Header

UZH-Logo

Maintenance Infos

Trade dynamics with sector-specific human capital


Guren, Adam; Hémous, David; Olsen, Morten (2015). Trade dynamics with sector-specific human capital. Journal of International Economics, 97(1):126-147.

Abstract

This paper develops a dynamic Heckscher Ohlin Samuelson model with sector-specific human capital and overlapping generations to characterize the dynamics and welfare implications of gradual labor market adjustment to trade. Our model is tractable enough to yield sharp analytic results, that complement and clarify an emerging empirical literature on labor market adjustment to trade. Existing generations that have accumulated specific human capital in one sector can switch sectors when the economy is hit by a trade shock. Nonetheless, the shock induces few workers to switch, generating a protracted adjustment that operates largely through the entry of new generations. This results in wages being tied to the sector of employment in the short-run but to the skill type in the long-run. Relative to a world with general human capital, welfare is improved for the skill group whose type-intensive sector shrinks. We extend the model to include physical capital and show that the transition is longer when capital is mobile. We also introduce nonpecuniary sector preferences and show that larger gross flows are associated with a longer transition.

Abstract

This paper develops a dynamic Heckscher Ohlin Samuelson model with sector-specific human capital and overlapping generations to characterize the dynamics and welfare implications of gradual labor market adjustment to trade. Our model is tractable enough to yield sharp analytic results, that complement and clarify an emerging empirical literature on labor market adjustment to trade. Existing generations that have accumulated specific human capital in one sector can switch sectors when the economy is hit by a trade shock. Nonetheless, the shock induces few workers to switch, generating a protracted adjustment that operates largely through the entry of new generations. This results in wages being tied to the sector of employment in the short-run but to the skill type in the long-run. Relative to a world with general human capital, welfare is improved for the skill group whose type-intensive sector shrinks. We extend the model to include physical capital and show that the transition is longer when capital is mobile. We also introduce nonpecuniary sector preferences and show that larger gross flows are associated with a longer transition.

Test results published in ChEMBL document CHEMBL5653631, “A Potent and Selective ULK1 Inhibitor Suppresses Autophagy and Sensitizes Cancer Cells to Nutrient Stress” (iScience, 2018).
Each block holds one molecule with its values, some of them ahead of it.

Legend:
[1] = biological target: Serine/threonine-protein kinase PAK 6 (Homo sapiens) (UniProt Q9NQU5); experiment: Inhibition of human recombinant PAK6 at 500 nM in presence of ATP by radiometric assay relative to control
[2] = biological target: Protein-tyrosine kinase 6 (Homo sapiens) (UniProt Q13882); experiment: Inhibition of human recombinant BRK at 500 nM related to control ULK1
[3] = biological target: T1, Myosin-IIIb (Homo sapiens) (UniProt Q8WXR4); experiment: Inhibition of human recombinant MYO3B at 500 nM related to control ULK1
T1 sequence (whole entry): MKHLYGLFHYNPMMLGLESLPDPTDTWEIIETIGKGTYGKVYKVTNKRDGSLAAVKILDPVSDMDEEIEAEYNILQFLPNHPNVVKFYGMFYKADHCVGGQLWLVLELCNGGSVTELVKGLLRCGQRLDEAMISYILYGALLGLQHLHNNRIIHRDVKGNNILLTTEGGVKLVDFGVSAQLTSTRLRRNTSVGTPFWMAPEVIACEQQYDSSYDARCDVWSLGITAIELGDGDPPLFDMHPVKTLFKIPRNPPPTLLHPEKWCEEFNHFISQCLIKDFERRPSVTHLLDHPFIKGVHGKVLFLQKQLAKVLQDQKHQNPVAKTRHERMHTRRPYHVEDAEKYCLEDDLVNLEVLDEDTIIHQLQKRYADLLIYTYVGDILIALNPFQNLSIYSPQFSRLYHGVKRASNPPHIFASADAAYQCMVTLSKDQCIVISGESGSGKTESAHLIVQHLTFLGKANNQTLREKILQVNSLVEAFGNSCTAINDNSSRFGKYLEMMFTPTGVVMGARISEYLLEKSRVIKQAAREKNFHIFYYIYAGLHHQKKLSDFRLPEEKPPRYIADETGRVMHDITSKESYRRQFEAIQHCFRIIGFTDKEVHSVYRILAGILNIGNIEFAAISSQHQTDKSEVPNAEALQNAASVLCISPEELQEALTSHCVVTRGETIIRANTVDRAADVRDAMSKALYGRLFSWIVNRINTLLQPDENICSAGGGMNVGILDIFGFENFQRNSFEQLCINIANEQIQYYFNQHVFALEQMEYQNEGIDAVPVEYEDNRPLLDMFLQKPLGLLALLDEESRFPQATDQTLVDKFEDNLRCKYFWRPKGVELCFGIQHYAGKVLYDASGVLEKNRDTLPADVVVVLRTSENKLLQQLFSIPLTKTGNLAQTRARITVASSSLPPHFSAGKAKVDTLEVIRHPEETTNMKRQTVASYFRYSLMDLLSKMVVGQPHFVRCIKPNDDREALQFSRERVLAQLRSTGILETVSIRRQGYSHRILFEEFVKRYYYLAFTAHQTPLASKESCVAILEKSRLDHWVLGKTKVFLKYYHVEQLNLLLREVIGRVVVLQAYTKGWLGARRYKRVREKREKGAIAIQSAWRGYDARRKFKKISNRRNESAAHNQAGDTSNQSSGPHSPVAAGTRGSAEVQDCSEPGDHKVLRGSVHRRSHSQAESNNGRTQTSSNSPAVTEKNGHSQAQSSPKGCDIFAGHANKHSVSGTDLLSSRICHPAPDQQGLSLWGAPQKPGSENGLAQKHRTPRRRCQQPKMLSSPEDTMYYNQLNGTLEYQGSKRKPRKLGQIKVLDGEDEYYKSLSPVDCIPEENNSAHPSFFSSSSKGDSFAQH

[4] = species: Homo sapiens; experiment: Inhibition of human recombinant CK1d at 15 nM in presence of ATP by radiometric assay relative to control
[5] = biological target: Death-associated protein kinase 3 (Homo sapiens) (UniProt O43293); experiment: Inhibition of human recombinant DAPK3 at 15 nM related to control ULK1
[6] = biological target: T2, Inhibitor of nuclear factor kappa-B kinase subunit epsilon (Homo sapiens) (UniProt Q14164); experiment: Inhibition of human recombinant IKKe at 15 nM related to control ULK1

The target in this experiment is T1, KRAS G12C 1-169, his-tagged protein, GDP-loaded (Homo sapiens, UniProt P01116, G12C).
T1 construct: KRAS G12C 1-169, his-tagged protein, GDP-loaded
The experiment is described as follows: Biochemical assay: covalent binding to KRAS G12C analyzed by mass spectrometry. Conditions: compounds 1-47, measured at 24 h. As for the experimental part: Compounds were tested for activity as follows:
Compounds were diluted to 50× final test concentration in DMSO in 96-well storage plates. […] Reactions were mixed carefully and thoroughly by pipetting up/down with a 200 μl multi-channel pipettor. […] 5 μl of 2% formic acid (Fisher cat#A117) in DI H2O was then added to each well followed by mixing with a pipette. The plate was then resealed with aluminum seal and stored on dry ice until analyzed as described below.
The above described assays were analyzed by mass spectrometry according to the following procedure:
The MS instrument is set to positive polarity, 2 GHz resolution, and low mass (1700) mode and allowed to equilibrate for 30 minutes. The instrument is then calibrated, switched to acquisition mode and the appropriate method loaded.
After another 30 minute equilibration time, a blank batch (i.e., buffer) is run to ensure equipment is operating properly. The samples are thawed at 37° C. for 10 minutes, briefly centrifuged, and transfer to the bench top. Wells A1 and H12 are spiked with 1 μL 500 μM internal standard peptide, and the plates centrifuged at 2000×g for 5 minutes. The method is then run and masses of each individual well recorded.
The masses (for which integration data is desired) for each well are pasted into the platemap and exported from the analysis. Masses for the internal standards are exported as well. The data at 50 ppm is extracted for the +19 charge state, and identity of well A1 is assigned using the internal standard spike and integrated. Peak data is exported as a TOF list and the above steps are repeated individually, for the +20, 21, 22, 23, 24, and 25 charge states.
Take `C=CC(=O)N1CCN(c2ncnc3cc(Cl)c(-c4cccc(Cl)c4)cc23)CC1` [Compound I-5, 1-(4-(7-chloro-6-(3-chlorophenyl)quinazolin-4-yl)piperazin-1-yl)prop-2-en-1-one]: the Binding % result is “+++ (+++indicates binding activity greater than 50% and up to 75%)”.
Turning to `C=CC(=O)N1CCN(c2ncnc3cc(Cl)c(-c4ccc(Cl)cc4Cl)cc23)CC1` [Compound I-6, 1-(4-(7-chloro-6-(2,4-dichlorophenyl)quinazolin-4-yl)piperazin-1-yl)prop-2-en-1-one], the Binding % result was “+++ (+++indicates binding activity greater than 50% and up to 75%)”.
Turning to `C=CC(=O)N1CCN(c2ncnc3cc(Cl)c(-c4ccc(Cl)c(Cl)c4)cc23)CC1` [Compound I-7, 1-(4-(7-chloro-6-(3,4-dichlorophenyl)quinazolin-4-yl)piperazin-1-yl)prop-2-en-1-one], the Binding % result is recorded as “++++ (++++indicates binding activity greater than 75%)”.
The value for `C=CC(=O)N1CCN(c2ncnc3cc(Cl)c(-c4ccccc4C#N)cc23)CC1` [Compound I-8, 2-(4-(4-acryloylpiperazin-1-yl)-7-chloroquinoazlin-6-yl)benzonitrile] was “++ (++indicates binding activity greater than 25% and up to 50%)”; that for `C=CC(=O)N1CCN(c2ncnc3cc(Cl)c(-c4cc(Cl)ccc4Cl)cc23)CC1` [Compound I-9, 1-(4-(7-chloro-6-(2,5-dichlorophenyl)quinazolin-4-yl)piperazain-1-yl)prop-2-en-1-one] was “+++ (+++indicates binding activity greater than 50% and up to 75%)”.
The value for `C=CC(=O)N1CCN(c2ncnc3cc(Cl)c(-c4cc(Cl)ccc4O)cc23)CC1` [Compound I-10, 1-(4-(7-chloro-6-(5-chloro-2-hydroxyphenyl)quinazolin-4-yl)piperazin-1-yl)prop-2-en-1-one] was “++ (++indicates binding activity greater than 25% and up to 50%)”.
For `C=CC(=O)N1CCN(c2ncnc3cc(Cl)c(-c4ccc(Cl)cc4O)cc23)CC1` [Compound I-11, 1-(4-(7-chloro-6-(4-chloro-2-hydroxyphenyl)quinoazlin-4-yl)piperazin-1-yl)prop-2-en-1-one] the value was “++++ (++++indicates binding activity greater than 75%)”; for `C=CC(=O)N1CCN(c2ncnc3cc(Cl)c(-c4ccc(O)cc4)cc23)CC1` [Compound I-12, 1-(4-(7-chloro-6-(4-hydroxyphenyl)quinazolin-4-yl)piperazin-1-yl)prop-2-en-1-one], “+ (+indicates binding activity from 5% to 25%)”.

Statistics

Altmetrics

Downloads

3 downloads since deposited on 13 Feb 2017
3 downloads since 12 months
Detailed statistics

Additional indexing

Item Type:Journal Article, refereed, original work
Communities & Collections:03 Faculty of Economics > Department of Economics
Dewey Decimal Classification:330 Economics
Uncontrolled Keywords:Sector-specific human capital; trade shock; transitional dynamics; worker mobility
Language:English
Date:September 2015
Deposited On:13 Feb 2017 08:24
Last Modified:13 Feb 2017 08:24
Publisher:Elsevier
ISSN:0022-1996
Publisher DOI:https://doi.org/10.1016/j.jinteco.2015.04.003

Download

Preview Icon on Download
Content: Accepted Version
Filetype: PDF - Registered users only until 1 September 2017
Size: 624kB
View at publisher
Embargo till: 2017-09-01
Preview Icon on Download
Content: Published Version
Filetype: PDF - Registered users only
Size: 881kB

TrendTerms

TrendTerms displays relevant terms of the abstract of this publication and related documents on a map. The terms and their relations were extracted from ZORA using word statistics. Their timelines are taken from ZORA as well. The bubble size of a term is proportional to the number of documents where the term occurs. Red, orange, yellow and green colors are used for terms that occur in the current document; red indicates high interlinkedness of a term with other terms, orange, yellow and green decreasing interlinkedness. Blue is used for terms that have a relation with the terms in this document, but occur in other documents.
You can navigate and zoom the map. Mouse-hovering a term displays its timeline, clicking it yields the associated documents.

Author Collaborations